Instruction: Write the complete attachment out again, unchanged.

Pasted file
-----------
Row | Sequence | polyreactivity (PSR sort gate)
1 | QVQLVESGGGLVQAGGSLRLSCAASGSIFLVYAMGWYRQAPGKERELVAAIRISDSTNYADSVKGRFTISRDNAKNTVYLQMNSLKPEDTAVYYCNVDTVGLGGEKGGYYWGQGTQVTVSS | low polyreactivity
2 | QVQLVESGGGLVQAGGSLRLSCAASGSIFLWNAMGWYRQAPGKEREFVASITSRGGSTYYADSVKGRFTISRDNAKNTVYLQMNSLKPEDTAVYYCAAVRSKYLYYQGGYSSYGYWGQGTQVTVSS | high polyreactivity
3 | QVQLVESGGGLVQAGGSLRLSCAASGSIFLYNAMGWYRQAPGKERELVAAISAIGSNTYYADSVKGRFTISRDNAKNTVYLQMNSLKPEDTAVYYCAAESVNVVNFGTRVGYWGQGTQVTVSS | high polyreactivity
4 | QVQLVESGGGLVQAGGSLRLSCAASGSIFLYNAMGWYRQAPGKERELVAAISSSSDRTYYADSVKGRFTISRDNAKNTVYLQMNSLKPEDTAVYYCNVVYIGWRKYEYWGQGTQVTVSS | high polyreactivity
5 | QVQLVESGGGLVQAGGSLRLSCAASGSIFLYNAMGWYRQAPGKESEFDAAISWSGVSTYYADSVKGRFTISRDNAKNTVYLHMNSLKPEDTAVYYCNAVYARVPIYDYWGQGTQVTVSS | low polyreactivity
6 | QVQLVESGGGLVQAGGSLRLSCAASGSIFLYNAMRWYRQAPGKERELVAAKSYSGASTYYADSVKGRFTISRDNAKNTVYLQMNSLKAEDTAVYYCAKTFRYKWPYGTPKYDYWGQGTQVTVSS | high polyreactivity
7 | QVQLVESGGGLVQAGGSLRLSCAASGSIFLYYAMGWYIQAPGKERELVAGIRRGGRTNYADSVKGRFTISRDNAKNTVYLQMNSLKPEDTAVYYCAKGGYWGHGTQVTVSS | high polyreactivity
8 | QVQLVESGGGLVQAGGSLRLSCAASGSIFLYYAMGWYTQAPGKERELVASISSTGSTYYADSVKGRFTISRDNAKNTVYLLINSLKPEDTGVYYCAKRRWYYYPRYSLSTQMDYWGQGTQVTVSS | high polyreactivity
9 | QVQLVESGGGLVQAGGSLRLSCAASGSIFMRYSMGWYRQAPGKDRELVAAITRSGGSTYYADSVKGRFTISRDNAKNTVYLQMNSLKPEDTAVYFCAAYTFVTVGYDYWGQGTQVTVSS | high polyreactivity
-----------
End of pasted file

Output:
Row | Sequence | polyreactivity (PSR sort gate)
1 | QVQLVESGGGLVQAGGSLRLSCAASGSIFLVYAMGWYRQAPGKERELVAAIRISDSTNYADSVKGRFTISRDNAKNTVYLQMNSLKPEDTAVYYCNVDTVGLGGEKGGYYWGQGTQVTVSS | low polyreactivity
2 | QVQLVESGGGLVQAGGSLRLSCAASGSIFLWNAMGWYRQAPGKEREFVASITSRGGSTYYADSVKGRFTISRDNAKNTVYLQMNSLKPEDTAVYYCAAVRSKYLYYQGGYSSYGYWGQGTQVTVSS | high polyreactivity
3 | QVQLVESGGGLVQAGGSLRLSCAASGSIFLYNAMGWYRQAPGKERELVAAISAIGSNTYYADSVKGRFTISRDNAKNTVYLQMNSLKPEDTAVYYCAAESVNVVNFGTRVGYWGQGTQVTVSS | high polyreactivity
4 | QVQLVESGGGLVQAGGSLRLSCAASGSIFLYNAMGWYRQAPGKERELVAAISSSSDRTYYADSVKGRFTISRDNAKNTVYLQMNSLKPEDTAVYYCNVVYIGWRKYEYWGQGTQVTVSS | high polyreactivity
5 | QVQLVESGGGLVQAGGSLRLSCAASGSIFLYNAMGWYRQAPGKESEFDAAISWSGVSTYYADSVKGRFTISRDNAKNTVYLHMNSLKPEDTAVYYCNAVYARVPIYDYWGQGTQVTVSS | low polyreactivity
6 | QVQLVESGGGLVQAGGSLRLSCAASGSIFLYNAMRWYRQAPGKERELVAAKSYSGASTYYADSVKGRFTISRDNAKNTVYLQMNSLKAEDTAVYYCAKTFRYKWPYGTPKYDYWGQGTQVTVSS | high polyreactivity
7 | QVQLVESGGGLVQAGGSLRLSCAASGSIFLYYAMGWYIQAPGKERELVAGIRRGGRTNYADSVKGRFTISRDNAKNTVYLQMNSLKPEDTAVYYCAKGGYWGHGTQVTVSS | high polyreactivity
8 | QVQLVESGGGLVQAGGSLRLSCAASGSIFLYYAMGWYTQAPGKERELVASISSTGSTYYADSVKGRFTISRDNAKNTVYLLINSLKPEDTGVYYCAKRRWYYYPRYSLSTQMDYWGQGTQVTVSS | high polyreactivity
9 | QVQLVESGGGLVQAGGSLRLSCAASGSIFMRYSMGWYRQAPGKDRELVAAITRSGGSTYYADSVKGRFTISRDNAKNTVYLQMNSLKPEDTAVYFCAAYTFVTVGYDYWGQGTQVTVSS | high polyreactivity